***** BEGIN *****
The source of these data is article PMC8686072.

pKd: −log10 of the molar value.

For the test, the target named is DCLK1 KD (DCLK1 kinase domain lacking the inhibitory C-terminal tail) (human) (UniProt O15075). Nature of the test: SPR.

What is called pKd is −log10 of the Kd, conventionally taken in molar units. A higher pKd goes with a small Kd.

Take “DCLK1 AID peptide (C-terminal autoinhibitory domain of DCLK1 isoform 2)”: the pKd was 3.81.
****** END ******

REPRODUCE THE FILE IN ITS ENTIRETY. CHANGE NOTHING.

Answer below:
The source of these data is article PMC8686072.

pKd: −log10 of the molar value.

For the test, the target named is DCLK1 KD (DCLK1 kinase domain lacking the inhibitory C-terminal tail) (human) (UniProt O15075). Nature of the test: SPR.

What is called pKd is −log10 of the Kd, conventionally taken in molar units. A higher pKd goes with a small Kd.

Take “DCLK1 AID peptide (C-terminal autoinhibitory domain of DCLK1 isoform 2)”: the pKd was 3.81.